The news that Chilcot has surrendered to the civil service establishment in not publishing the full evidence about the Iraq War is as depressing as it was predictable. He was told by Gus O”Donnell, the head of the civil service in 2011, that there was no way he could publish all the evidence that he and his Inquiry members had seen, the implication being that the most revealing and controversial parts of the evidence had to be kept firmly hidden under lock and key. What he should have done of course, on grounds of the need for full accountability in the national interest, was to defy the dead hand of the civil service suppression of the truth and published the full evidence ‘without fear or favour’, or at least published it all in redacted form (i.e. blacked out) so that we would all know the extent of the crucial evidence being withheld. Alternatively, if Blair is now saying he’s not responsible for the blockage, he could publish it himself. But of course you cannot believe a word Blair now says, especially when his own interests are threatened, and the subliminal line being put about that the blockage is all the fault of the Americans simply won’t wash.
There is a critical issue of State power here. If you’ve committed a murder or as a public figure you raped a girl 30 years ago, every lurid detail about your past is dragged out into the daylight in open court. But if you’re executive head of State and send hundreds of troops to their death in Iraq and Afghanistan, with thousand more maimed and wounded, the degree of your responsibility is kept secret. Openness and transparency is an admired characteristic of societies, particularly in the US and to some extent (as an aspiration at least) in the UK, but those who set the rules apply it to everyone except themselves, though it is only at that level of power which affects the lives and fate of thousands of citizens that transparency really matters. This has nothing to do with national security: it’s all about the self-serving interests of the perpetrators of the war and saving them from intense embarrassment or worse.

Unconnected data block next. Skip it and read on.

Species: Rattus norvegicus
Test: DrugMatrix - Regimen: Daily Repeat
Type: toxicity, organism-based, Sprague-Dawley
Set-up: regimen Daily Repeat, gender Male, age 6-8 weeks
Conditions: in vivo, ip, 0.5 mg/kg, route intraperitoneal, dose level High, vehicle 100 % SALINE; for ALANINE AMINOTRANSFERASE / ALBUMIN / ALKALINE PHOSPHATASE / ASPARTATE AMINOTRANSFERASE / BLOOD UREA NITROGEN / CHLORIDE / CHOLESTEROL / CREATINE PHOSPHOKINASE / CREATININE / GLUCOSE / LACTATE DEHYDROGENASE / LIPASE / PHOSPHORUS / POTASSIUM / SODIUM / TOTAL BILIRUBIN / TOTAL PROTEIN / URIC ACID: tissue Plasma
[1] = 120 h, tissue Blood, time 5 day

The ramshackle nature of accountability in this country is ruthlessly exposed by this whole episode. First, every one of the inquiries into the Iraq war has been flawed. The foreign affairs select committee was never shown the secret papers. The Hutton committee was a blatant whitewash. The Butler inquiry reached many of the right conclusions, but soft-pedalled its recommendations. Second, Chilcot, a former permanent secretary at the Northern Ireland office, was carefully selected as someone who could be relied on to adhere to civil service protocol if it came to a showdown, as it has. Third, as a further protection for those charged with responsibility for terrible events, they are to be given prior sight of those parts of the report that apply to them so that they have a chance to alter or tone down what it says before it’s published. And fourth, most important of all, the whole process of the civil service shutting down the truth should not be allowed to continue: the decision about what is covered by a strict interpretation of national security should be taken instead by the Information Commissioner and not muffled by those whose first instinct is always secrecy.